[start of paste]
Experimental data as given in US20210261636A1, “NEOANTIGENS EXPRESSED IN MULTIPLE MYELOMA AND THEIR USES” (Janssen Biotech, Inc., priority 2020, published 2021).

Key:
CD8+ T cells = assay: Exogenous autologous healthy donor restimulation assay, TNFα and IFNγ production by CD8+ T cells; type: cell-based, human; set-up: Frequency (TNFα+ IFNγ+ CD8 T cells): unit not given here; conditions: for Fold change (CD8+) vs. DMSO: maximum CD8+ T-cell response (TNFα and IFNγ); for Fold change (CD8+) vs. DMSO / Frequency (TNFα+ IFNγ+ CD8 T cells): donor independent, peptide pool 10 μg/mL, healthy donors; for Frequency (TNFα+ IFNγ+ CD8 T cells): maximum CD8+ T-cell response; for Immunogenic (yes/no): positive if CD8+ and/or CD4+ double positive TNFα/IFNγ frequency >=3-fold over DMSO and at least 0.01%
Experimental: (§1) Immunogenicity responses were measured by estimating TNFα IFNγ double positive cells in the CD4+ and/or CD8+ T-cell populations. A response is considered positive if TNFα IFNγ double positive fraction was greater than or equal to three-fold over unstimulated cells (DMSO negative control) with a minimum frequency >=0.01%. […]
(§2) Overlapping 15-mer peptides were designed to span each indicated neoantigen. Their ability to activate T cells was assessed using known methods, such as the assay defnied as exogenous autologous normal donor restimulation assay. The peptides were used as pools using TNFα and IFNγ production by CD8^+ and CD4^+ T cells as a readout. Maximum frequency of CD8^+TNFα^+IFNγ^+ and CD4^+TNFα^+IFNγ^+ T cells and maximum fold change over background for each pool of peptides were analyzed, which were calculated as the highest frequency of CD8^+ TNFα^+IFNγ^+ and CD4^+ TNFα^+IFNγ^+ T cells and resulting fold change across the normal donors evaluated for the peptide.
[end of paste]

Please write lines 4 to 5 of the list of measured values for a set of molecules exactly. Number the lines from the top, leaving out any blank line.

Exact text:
Experimental: (§1) Immunogenicity responses were measured by estimating TNFα IFNγ double positive cells in the CD4+ and/or CD8+ T-cell populations. A response is considered positive if TNFα IFNγ double positive fraction was greater than or equal to three-fold over unstimulated cells (DMSO negative control) with a minimum frequency >=0.01%. […]
(§2) Overlapping 15-mer peptides were designed to span each indicated neoantigen. Their ability to activate T cells was assessed using known methods, such as the assay defnied as exogenous autologous normal donor restimulation assay. The peptides were used as pools using TNFα and IFNγ production by CD8^+ and CD4^+ T cells as a readout. Maximum frequency of CD8^+TNFα^+IFNγ^+ and CD4^+TNFα^+IFNγ^+ T cells and maximum fold change over background for each pool of peptides were analyzed, which were calculated as the highest frequency of CD8^+ TNFα^+IFNγ^+ and CD4^+ TNFα^+IFNγ^+ T cells and resulting fold change across the normal donors evaluated for the peptide.